This resolution was also submitted by MUCC Life Member Richard P. Smith. It would have MUCC encourage the DNR to raise bear license quotas by bear management unit in the Upper Peninsula. It would require a two-thirds vote at the summer convention in order to become MUCC policy. The DNR is recommending a reduction in bear license quotas in some U.P. bear units after consultation with the Michigan Bear Forum, which included individual bear hunters and bear hunting organizations, including the Michigan Bear Hunters Association, U.P. Bear Houndsmen, Michigan Hunting Dog Federation, Michigan Bow Hunters and MUCC, among others.
Tim Kobasic submitted a resolution on ORV use in the Hiawatha National Forest
4. Support ATV/ORV/OHV Use in the Hiawatha National Forest
This resolution was submitted by MUCC Board Member Tim Kobasic on behalf of our newest affiliate club, the Hiawathaland Trails Association. It would have MUCC encourage national forest managers for the Hiawatha National Forest to consider utilizing trails and routes recommended by the Michigan DNR and trail sponsors, and also to consider adoption of a streamlined use permit process similar that that used by the State of Michigan, so that designated ORV routes are consistent as they pass through state to federal land, with appropriate allowances for restrictions necessary to accommodate wildlife like the Kirtland’s warbler.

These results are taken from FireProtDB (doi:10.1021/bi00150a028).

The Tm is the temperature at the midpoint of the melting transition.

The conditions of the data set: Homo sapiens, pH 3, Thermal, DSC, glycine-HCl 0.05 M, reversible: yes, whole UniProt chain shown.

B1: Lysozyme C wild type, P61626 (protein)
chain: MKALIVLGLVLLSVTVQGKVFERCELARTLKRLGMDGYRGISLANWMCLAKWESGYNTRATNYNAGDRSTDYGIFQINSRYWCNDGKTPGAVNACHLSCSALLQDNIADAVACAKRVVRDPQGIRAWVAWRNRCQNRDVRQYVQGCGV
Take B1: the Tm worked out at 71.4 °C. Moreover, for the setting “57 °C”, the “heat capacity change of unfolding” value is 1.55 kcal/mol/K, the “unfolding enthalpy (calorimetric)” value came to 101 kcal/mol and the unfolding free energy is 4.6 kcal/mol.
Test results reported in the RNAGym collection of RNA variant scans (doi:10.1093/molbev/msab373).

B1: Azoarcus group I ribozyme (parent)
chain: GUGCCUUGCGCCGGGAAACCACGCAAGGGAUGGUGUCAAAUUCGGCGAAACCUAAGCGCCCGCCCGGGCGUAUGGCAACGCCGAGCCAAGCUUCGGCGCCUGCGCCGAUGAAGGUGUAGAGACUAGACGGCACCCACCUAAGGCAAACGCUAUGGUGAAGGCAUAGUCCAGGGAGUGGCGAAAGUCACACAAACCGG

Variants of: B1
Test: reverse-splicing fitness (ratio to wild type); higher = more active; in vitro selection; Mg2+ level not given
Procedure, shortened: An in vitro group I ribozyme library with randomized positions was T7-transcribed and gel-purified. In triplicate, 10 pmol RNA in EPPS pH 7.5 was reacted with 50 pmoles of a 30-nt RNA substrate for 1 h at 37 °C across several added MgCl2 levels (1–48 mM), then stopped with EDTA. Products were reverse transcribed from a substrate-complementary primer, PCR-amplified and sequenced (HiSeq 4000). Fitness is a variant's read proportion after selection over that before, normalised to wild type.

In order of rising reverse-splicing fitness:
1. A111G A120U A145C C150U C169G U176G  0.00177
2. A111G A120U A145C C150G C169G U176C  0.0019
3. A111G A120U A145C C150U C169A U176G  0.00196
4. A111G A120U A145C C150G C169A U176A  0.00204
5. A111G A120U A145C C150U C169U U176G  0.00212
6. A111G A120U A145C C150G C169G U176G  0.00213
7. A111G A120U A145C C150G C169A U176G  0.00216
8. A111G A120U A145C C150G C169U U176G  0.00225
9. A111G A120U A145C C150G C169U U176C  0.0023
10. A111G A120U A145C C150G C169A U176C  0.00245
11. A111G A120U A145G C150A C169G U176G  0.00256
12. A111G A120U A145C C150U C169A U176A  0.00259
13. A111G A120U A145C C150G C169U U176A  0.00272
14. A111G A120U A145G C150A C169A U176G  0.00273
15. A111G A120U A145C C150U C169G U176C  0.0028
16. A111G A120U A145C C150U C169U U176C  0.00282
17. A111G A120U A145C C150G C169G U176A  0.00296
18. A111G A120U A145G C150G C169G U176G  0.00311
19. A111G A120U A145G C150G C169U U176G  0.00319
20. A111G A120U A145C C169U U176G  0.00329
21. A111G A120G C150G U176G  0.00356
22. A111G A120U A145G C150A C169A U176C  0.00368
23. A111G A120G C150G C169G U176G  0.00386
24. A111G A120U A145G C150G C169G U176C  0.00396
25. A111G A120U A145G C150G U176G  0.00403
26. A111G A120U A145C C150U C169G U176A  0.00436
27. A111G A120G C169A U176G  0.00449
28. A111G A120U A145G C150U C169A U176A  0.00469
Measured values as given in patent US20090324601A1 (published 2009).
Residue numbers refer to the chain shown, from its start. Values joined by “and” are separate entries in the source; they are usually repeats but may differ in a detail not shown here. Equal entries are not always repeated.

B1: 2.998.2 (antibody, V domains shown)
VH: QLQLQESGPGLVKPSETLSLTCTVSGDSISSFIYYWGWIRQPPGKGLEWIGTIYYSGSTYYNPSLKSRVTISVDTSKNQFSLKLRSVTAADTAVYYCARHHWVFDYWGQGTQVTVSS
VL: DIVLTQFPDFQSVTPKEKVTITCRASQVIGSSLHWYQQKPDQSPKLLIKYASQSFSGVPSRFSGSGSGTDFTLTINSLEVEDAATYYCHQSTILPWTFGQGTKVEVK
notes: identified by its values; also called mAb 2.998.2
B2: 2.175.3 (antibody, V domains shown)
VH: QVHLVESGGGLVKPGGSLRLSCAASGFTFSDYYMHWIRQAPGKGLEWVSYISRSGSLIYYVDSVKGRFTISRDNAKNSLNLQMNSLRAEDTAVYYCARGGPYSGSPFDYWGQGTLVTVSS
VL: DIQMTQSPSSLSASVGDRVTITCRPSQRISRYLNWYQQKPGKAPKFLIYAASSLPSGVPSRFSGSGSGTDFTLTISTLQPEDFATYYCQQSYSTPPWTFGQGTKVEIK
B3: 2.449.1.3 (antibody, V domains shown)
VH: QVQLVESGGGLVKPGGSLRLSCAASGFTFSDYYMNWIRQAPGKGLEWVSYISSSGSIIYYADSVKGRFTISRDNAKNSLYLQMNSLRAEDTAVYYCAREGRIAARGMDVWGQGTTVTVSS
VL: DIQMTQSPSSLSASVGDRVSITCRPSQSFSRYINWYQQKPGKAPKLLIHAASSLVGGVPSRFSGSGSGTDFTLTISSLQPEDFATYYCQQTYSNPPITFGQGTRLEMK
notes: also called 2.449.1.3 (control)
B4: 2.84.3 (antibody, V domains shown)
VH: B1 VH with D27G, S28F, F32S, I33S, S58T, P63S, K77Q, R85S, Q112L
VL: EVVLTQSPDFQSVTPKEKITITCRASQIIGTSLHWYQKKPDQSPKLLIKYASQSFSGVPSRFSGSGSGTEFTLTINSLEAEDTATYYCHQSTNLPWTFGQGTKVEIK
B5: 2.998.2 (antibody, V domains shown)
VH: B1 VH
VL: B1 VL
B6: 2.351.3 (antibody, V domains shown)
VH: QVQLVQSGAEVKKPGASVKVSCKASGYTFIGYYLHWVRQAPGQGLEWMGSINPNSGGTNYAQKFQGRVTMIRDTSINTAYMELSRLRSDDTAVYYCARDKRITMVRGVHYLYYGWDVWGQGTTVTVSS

From the northern Lower Peninsula (Region II), we have the following resolution:
Paul Rose discusses the Elk Management resolution
1. Michigan Elk Management
This interim resolution was submitted by MUCC Past President Paul Rose and adopted by the executive committee in January. It will move on to the annual convention for confirmation, but remains official MUCC policy in the meantime. The resolution asks MUCC to continue support of the 2012 Elk Management Plan and to oppose efforts to provide preferential treatment for the issuance of elk tags based on land ownership or crop loss. The management plan calls for continuation of lottery-based hunting as the primary method of herd management.
As an MUCC member, whether or not these resolutions become policy is up to you. That’s what makes us a true grassroots organization. Our professional staff knows how to get it done, but what we work to get done is up to our members. If you’re a member of an affiliated conservation club, make sure that your club debates these resolutions and sends a delegate to vote for your club to our summer convention. Make sure you attend the Region III and IV meetings on the weekend of February 21 & 22 to submit and vote on resolutions if your club is in southern Michigan. If you’re an individual member (IM), make sure to vote in the poll that will be sent to you before convention so that your IM representative knows how the members in your region want him or her to vote. And if you’re not a member, then join MUCC so that you have a say in what we advocate for, because we’re pretty good at getting it done.
Decisions get made by those at the table, and those at the table are the ones who show up. If you’re not a member of MUCC or an affiliated conservation club or organization, then you’re missing out on the opportunity to guide the direction of the most powerful voice for hunting, fishing, trapping and conservation in the state. If you don’t take the opportunity to participate now, then I don’t want to hear you complain about what our policy is later. Join today!
Drew YoungeDyke, Field Manager